Its 112-foot steeple pierces the sky above Historic Kailua Village and is one of the most recognizable sites along the entire Kona Coast.

The first Christian church ever established in the Hawaiian Islands, Mokuaikaua Church — located on Ali’i Drive across from Hulihe’e Palace— is more than an important historic landmark, museum and visitor attraction. It is also home to an active congregation that continues to make history to this day, almost two centuries after the church’s founding in 1820. In 1969, the congregation was instrumental in ensuring that the steeple would always remain the tallest structure in Kailua Village, leading to the establishment of an ordinance that no building in the village could be higher than three stories.

The first American missionaries arrived in Kona on April 4, 1820 after 163 days onboard the 85-ft. brig Thaddeus. They successfully lobbied Liholiho and Queen Ka’ahumanu to introduce Christianity to the Hawaiian people.

Two thatched-roof structures were built prior to the present church. In 1820, the first a 30′ x 60′ house, or King’s Mansion, was erected using rocks taken from a nearby native temple. The second structure was built 1825 as an actual church, but burned down in December 1835. The present sanctuary was immediately rebuilt and dedicated in 1837. The church as it is today is built exactly where the second one was built. Many of the stones from the second church are still intact as well. The old steeple held a weather vane in the shape of a rooster. The 1910 Memorial Arch frames the entry to the church on the Ali’i Drive side of the property.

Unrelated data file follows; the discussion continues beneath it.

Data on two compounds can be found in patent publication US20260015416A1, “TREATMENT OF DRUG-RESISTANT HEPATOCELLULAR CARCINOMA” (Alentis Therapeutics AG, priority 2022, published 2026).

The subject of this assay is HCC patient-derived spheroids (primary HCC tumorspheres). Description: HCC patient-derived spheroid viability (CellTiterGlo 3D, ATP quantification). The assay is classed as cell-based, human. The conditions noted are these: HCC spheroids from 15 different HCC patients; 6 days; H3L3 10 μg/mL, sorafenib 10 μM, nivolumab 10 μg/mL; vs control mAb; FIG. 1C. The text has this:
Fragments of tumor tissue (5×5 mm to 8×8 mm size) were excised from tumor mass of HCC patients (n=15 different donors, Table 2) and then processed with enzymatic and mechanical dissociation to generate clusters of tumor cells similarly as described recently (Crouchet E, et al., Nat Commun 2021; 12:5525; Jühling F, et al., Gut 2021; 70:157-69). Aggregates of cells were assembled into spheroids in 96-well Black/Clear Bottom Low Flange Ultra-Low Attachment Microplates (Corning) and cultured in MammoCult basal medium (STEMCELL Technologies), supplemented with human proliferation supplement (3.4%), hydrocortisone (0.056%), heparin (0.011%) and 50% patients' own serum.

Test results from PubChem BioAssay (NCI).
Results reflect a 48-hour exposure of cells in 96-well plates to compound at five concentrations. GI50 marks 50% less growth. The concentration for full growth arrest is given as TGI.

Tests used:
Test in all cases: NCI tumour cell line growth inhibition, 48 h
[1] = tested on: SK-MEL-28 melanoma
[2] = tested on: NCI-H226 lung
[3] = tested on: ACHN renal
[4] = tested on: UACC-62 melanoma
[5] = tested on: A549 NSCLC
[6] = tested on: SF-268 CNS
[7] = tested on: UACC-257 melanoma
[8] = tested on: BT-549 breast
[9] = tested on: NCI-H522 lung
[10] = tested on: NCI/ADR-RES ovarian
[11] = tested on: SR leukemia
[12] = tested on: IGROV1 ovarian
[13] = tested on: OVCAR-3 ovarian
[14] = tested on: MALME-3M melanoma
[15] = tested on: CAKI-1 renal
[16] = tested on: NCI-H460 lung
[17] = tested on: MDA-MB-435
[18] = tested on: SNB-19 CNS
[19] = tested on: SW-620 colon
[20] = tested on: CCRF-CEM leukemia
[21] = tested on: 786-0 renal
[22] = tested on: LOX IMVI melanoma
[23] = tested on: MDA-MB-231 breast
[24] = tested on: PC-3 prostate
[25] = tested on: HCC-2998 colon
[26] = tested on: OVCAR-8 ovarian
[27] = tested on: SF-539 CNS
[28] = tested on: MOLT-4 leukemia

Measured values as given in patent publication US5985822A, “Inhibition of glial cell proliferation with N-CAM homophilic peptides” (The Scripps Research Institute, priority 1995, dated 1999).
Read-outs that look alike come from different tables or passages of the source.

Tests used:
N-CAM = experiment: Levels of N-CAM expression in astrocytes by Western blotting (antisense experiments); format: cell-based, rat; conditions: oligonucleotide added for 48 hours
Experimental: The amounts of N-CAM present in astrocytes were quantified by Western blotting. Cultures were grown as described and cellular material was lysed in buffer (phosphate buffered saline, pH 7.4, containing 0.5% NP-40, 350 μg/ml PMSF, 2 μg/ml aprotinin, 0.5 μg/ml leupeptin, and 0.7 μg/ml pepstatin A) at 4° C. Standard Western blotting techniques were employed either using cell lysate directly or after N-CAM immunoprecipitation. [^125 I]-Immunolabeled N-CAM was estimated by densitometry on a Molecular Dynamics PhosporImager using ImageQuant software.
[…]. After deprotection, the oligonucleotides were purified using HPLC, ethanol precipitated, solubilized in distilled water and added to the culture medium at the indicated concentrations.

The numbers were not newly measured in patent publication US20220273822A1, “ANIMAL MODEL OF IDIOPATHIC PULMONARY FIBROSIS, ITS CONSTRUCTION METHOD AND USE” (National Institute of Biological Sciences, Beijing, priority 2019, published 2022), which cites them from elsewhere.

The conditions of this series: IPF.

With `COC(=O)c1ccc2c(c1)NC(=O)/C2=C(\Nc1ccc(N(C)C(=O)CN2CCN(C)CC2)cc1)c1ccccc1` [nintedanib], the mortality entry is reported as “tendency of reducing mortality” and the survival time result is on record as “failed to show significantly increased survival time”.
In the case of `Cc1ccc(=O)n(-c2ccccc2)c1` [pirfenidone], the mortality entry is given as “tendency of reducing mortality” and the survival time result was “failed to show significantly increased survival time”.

There is no steel in the structure but there are large lava granite slabs in each of the four corners that testify to the integrity of the engineering of the building. All the posts and beams are made of ohia. The walls are constructed of lava rock, adhered by mortar made of crushed coral and sand. In 1937, the roof was redone with Douglas Fir, and an entirely new tower and steeple were installed.

Made entirely of koa wood, the pulpit and pews, wooden screens and railings were added in recent decades dating back from the late 1960s. At the back of the church, the Thaddeus Room showcases a model of the Brig Thaddeus displayed on a large koa table.

The church itself own almost two acres of property including the Kailua Trade Center building directly behind it. The building was donated to the church by the great, great grandson of Asa Thurston, the founding minister who presided over Mokuaikaua Church from 1820 to 1860.

The sanctuary is open daily from 7:30 a.m. to 5:30 p.m. Visitors are welcome to explore the inside of the church, including the Thaddeus Room where plenty of historical documents and information is on display. Because of its age, Mokuaikaua Church is considered an endangered historic treasure of Hawaii’s heritage. To donate to the ongoing restoration of the church, visit